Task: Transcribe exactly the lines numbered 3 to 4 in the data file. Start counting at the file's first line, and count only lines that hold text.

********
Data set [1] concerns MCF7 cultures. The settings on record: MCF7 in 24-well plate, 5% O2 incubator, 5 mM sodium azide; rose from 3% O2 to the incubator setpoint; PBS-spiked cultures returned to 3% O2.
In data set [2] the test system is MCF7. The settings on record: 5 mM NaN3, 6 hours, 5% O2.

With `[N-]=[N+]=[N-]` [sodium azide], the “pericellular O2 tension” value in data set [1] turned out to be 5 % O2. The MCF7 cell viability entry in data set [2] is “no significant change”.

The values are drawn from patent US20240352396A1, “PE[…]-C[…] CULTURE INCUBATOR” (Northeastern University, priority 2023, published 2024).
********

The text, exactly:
With `[N-]=[N+]=[N-]` [sodium azide], the “pericellular O2 tension” value in data set [1] turned out to be 5 % O2. The MCF7 cell viability entry in data set [2] is “no significant change”.

The values are drawn from patent US20240352396A1, “PE[…]-C[…] CULTURE INCUBATOR” (Northeastern University, priority 2023, published 2024).